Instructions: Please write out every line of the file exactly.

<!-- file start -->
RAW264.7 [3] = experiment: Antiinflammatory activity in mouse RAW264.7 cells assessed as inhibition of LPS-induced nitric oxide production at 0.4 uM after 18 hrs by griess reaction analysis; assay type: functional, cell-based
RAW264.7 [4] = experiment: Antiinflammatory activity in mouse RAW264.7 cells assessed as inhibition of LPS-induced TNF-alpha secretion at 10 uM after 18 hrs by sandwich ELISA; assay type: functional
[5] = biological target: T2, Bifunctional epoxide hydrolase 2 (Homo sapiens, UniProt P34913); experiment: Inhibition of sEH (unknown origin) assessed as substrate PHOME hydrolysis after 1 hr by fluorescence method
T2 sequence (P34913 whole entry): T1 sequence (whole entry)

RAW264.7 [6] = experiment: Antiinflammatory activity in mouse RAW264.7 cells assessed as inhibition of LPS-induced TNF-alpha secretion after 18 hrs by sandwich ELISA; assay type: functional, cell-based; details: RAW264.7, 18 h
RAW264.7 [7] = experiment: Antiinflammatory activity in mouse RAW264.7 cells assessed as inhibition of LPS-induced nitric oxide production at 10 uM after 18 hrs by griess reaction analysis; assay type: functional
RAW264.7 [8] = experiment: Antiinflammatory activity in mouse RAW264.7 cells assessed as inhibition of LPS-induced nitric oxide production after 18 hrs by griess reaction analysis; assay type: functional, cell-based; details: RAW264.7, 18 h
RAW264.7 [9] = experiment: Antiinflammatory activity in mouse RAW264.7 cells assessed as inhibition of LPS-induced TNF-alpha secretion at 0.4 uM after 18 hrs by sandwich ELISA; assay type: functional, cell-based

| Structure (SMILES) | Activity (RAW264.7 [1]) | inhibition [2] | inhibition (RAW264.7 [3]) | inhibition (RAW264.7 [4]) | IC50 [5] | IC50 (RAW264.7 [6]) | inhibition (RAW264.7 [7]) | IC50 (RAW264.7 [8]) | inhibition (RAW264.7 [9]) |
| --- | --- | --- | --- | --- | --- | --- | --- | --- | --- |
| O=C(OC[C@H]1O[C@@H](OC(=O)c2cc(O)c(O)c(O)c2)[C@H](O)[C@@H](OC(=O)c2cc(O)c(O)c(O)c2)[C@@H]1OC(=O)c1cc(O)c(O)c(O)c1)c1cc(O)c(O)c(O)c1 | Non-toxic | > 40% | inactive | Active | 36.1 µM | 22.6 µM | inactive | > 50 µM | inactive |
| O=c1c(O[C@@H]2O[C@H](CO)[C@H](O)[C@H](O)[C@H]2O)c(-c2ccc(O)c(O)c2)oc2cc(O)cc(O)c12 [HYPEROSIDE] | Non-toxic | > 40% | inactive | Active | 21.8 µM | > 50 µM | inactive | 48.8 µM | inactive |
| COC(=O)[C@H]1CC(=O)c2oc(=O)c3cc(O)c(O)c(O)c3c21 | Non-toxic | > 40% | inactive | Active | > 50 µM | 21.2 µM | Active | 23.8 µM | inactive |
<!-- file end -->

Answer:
RAW264.7 [3] = experiment: Antiinflammatory activity in mouse RAW264.7 cells assessed as inhibition of LPS-induced nitric oxide production at 0.4 uM after 18 hrs by griess reaction analysis; assay type: functional, cell-based
RAW264.7 [4] = experiment: Antiinflammatory activity in mouse RAW264.7 cells assessed as inhibition of LPS-induced TNF-alpha secretion at 10 uM after 18 hrs by sandwich ELISA; assay type: functional
[5] = biological target: T2, Bifunctional epoxide hydrolase 2 (Homo sapiens, UniProt P34913); experiment: Inhibition of sEH (unknown origin) assessed as substrate PHOME hydrolysis after 1 hr by fluorescence method
T2 sequence (P34913 whole entry): T1 sequence (whole entry)

RAW264.7 [6] = experiment: Antiinflammatory activity in mouse RAW264.7 cells assessed as inhibition of LPS-induced TNF-alpha secretion after 18 hrs by sandwich ELISA; assay type: functional, cell-based; details: RAW264.7, 18 h
RAW264.7 [7] = experiment: Antiinflammatory activity in mouse RAW264.7 cells assessed as inhibition of LPS-induced nitric oxide production at 10 uM after 18 hrs by griess reaction analysis; assay type: functional
RAW264.7 [8] = experiment: Antiinflammatory activity in mouse RAW264.7 cells assessed as inhibition of LPS-induced nitric oxide production after 18 hrs by griess reaction analysis; assay type: functional, cell-based; details: RAW264.7, 18 h
RAW264.7 [9] = experiment: Antiinflammatory activity in mouse RAW264.7 cells assessed as inhibition of LPS-induced TNF-alpha secretion at 0.4 uM after 18 hrs by sandwich ELISA; assay type: functional, cell-based

| Structure (SMILES) | Activity (RAW264.7 [1]) | inhibition [2] | inhibition (RAW264.7 [3]) | inhibition (RAW264.7 [4]) | IC50 [5] | IC50 (RAW264.7 [6]) | inhibition (RAW264.7 [7]) | IC50 (RAW264.7 [8]) | inhibition (RAW264.7 [9]) |
| --- | --- | --- | --- | --- | --- | --- | --- | --- | --- |
| O=C(OC[C@H]1O[C@@H](OC(=O)c2cc(O)c(O)c(O)c2)[C@H](O)[C@@H](OC(=O)c2cc(O)c(O)c(O)c2)[C@@H]1OC(=O)c1cc(O)c(O)c(O)c1)c1cc(O)c(O)c(O)c1 | Non-toxic | > 40% | inactive | Active | 36.1 µM | 22.6 µM | inactive | > 50 µM | inactive |
| O=c1c(O[C@@H]2O[C@H](CO)[C@H](O)[C@H](O)[C@H]2O)c(-c2ccc(O)c(O)c2)oc2cc(O)cc(O)c12 [HYPEROSIDE] | Non-toxic | > 40% | inactive | Active | 21.8 µM | > 50 µM | inactive | 48.8 µM | inactive |
| COC(=O)[C@H]1CC(=O)c2oc(=O)c3cc(O)c(O)c(O)c3c21 | Non-toxic | > 40% | inactive | Active | > 50 µM | 21.2 µM | Active | 23.8 µM | inactive |